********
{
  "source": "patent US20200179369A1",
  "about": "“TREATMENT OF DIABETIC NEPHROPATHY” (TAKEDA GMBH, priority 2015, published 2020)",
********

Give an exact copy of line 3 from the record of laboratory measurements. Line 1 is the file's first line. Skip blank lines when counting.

  "about": "“TREATMENT OF DIABETIC NEPHROPATHY” (TAKEDA GMBH, priority 2015, published 2020)",